Around the world, mosquitoes are winning their war of attrition. With the help from a tiny bacterium, scientists are fighting back.
The battle between humans and mosquitoes has been raging for centuries. For as long as humans have existed, mosquitos have been there, right alongside us, making us sick.
Dengue alone causes 390 million infections a year, and as much as 40 percent of the world’s population lives in a place where dengue is a risk. As our world’s climate changes, even more people will be exposed to these mosquitoes, and the diseases they bring with them.
When it comes to mosquito control, the traditional methods don’t appear to be standing up to the sheer scale of this challenge.
Take mosquito breeding site destruction as a strategy, for example.
“You have to only spend a short amount of time in any growing, tropical, large city and imagine that you're going to have to find all the pools of water where mosquitoes are breeding, and you can understand the enormity of it and how impossible it is to try to remove them all,” explains Professor Scott O’Neill, a microbiologist, and the director of the World Mosquito Program, non-profit organization dedicated to the eradication of mosquito borne diseases.
And as far as chemical spraying goes, O’Neill is no less pessimistic.
"What we know is that the mosquitoes that transmit dengue are progressively getting more and more resistant to the chemicals they use for control. Eventually very few of those chemicals are going to work very well anymore.”
O’Neill’s program’s approach is different. The World Mosquito Program’s strategy relies on a bacteria called Wolbachia that’s found naturally in 60 percent of insect species -- but not Aedes aegypti, the primary mosquito that transmits dengue.
What scientists have found is that when this particular bacterium is introduced into that particular mosquito, it prevents the dengue virus from being able to replicate and grow, reducing the likelihood that that mosquito can pass the virus to a human.
The World Mosquito Program seeds a local area by releasing lab-raised mosquitos that have been given the Wolbachia bacteria. And everything is done with the active consent of local communities.
“We don't operate under the assumption that just because scientists think the intervention is good that communities should just accept it,” said O’Neill.
“And if communities are not wanting, even if the government has approved it, then we don't deploy,” he added.
The initial results are incredibly promising.
In northern Australia, where the group began releasing wolbachia infected mosquitoes in 2011, they have seen a lasting reduction in the transmission of dengue by about 98 percent.
WMP has several projects across Asia -- in Sri Lanka as well as in Vietnam -- but none of these projects is as big as the one in Yogyakarta, Indonesia, a city of about half a million people.
"It's probably the largest mosquito-based clinical trial for dengue that's ever been done," said O’Neill.
The World Mosquito Program, in collaboration with Gadjah Mada University, has divided the city into 24 square kilometer clusters. Twelve of the clusters have received the Wolbachia-treated mosquitos and twelve have not. When the people in the are of study report to clinics and hospitals with a fever, they’re tested for dengue and enrolled in the study.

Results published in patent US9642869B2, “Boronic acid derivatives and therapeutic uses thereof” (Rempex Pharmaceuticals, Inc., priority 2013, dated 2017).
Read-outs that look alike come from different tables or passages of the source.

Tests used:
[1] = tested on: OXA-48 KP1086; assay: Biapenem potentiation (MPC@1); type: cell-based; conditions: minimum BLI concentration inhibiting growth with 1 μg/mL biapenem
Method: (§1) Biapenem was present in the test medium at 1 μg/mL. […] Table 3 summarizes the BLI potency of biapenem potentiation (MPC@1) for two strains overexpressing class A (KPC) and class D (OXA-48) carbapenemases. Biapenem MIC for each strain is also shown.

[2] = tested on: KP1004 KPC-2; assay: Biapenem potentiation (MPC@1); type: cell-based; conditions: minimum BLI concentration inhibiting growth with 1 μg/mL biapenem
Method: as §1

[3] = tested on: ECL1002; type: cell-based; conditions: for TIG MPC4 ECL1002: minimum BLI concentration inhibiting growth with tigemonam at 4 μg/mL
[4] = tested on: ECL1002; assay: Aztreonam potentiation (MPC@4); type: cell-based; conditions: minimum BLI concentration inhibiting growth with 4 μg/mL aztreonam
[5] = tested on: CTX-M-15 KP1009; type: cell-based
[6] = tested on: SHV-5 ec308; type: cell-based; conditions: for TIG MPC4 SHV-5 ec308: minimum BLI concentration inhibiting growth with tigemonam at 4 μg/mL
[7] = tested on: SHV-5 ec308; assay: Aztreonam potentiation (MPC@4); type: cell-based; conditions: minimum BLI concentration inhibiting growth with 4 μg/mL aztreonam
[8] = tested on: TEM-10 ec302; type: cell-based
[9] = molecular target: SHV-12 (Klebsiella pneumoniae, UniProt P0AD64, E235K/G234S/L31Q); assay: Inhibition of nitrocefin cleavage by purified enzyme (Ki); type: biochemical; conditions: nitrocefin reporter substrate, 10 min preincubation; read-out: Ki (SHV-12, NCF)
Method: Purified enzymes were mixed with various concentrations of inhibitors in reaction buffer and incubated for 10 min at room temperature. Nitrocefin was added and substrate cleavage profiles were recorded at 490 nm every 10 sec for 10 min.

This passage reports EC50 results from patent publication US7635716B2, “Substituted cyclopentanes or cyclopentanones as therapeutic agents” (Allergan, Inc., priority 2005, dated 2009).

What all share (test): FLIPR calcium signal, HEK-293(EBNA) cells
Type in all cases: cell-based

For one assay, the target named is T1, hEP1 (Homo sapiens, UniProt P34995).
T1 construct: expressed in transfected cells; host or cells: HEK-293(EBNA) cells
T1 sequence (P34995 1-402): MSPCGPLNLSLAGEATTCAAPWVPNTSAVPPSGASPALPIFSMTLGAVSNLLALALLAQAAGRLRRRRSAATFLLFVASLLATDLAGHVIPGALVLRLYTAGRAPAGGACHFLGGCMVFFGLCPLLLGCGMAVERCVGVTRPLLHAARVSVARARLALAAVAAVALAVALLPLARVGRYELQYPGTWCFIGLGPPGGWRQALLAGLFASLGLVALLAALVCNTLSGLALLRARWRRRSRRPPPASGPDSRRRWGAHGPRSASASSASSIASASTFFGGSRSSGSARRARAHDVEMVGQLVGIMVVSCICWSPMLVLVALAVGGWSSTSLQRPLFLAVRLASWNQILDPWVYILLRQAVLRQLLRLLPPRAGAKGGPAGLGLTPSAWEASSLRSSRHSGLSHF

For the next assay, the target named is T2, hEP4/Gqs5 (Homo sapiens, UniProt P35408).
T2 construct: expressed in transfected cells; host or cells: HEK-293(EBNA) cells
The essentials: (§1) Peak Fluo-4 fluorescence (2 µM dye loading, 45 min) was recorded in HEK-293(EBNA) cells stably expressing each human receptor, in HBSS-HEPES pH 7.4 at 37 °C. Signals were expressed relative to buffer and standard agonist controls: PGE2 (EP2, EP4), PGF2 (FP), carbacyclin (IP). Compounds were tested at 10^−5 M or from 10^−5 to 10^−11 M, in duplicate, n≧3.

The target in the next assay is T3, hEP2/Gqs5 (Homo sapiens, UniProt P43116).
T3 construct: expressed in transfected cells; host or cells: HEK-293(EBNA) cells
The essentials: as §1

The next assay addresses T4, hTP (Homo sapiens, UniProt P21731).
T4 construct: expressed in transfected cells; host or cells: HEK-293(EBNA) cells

If patients test negative for dengue, they’re placed into the control group. If dengue is detected they get placed in the intervention group and are tracked according to their location to see if they live in a treated or untreated area of the city. The results of this blind study aren’t expected until the end of 2020.
But results are already coming in on another Yogyakarta study.
A simple comparison of one area of the city with Wolbachia mosquitoes to another area without those mosquitoes, suggests the intervention has led to an 80 percent reduction in dengue transmission.
Data from the World Mosquito Progam’s Vietnam site has yielded similarly sucessful results.
In studying the impact of Wolbachia on dengue transmission, scientists in Vietnam have found that Wolbachia is actually even more effective at stopping the growth and transmission of dengue in the wild than it is in laboratories.
At this point, the World Mosquito Program estimates that their intervention costs about 10USD per-person-protected.
“We believe over the next three or four years we'll pull that number down to around 2 dollars per person protected,” said O’Neill.
And, according to cost-benefit projections created in collaboration with the United States’ Brandeis University, London School of Tropical Medicine and Hygiene as well as the Oxford University Clinical Research Unit in Vietnam, fully scaled-up Wolbachia releases may end up being cost-saving for governments in the long term.
The study expects that this intervention can save governments about 50 million USD per year, which would offset the total cost of such a program in a large city within about a decade.
The World Mosquito Program has big plans for Wolbachia mosquitoes.
“We have put the intervention to over 3 million people and our goal in the next 5 years is to expand that to be over a 100 million people,” said O’Neill.